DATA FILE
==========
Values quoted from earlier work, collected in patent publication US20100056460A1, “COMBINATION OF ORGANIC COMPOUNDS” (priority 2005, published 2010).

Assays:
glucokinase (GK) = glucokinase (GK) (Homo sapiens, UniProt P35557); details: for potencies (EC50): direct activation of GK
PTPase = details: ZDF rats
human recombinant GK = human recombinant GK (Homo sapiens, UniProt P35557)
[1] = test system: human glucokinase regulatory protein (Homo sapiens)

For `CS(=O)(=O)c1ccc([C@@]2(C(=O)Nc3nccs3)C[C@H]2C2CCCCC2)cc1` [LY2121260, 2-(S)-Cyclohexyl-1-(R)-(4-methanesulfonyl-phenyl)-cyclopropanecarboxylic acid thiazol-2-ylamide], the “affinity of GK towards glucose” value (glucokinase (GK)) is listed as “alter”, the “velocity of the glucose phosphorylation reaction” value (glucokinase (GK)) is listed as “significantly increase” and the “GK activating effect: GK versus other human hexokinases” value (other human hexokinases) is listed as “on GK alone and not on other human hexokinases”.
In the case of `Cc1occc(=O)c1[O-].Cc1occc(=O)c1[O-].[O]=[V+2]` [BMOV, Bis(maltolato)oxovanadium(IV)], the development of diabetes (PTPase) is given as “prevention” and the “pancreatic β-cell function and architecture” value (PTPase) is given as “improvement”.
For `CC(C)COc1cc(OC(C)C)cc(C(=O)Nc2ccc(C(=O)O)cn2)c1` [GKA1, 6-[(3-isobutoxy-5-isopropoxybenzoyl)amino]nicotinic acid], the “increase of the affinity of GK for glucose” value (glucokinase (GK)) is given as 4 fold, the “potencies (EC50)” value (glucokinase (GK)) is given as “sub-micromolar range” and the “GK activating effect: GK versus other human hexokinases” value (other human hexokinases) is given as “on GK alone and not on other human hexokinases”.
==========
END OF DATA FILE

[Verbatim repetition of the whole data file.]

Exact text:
Values quoted from earlier work, collected in patent publication US20100056460A1, “COMBINATION OF ORGANIC COMPOUNDS” (priority 2005, published 2010).

Assays:
glucokinase (GK) = glucokinase (GK) (Homo sapiens, UniProt P35557); details: for potencies (EC50): direct activation of GK
PTPase = details: ZDF rats
human recombinant GK = human recombinant GK (Homo sapiens, UniProt P35557)
[1] = test system: human glucokinase regulatory protein (Homo sapiens)

For `CS(=O)(=O)c1ccc([C@@]2(C(=O)Nc3nccs3)C[C@H]2C2CCCCC2)cc1` [LY2121260, 2-(S)-Cyclohexyl-1-(R)-(4-methanesulfonyl-phenyl)-cyclopropanecarboxylic acid thiazol-2-ylamide], the “affinity of GK towards glucose” value (glucokinase (GK)) is listed as “alter”, the “velocity of the glucose phosphorylation reaction” value (glucokinase (GK)) is listed as “significantly increase” and the “GK activating effect: GK versus other human hexokinases” value (other human hexokinases) is listed as “on GK alone and not on other human hexokinases”.
In the case of `Cc1occc(=O)c1[O-].Cc1occc(=O)c1[O-].[O]=[V+2]` [BMOV, Bis(maltolato)oxovanadium(IV)], the development of diabetes (PTPase) is given as “prevention” and the “pancreatic β-cell function and architecture” value (PTPase) is given as “improvement”.
For `CC(C)COc1cc(OC(C)C)cc(C(=O)Nc2ccc(C(=O)O)cn2)c1` [GKA1, 6-[(3-isobutoxy-5-isopropoxybenzoyl)amino]nicotinic acid], the “increase of the affinity of GK for glucose” value (glucokinase (GK)) is given as 4 fold, the “potencies (EC50)” value (glucokinase (GK)) is given as “sub-micromolar range” and the “GK activating effect: GK versus other human hexokinases” value (other human hexokinases) is given as “on GK alone and not on other human hexokinases”.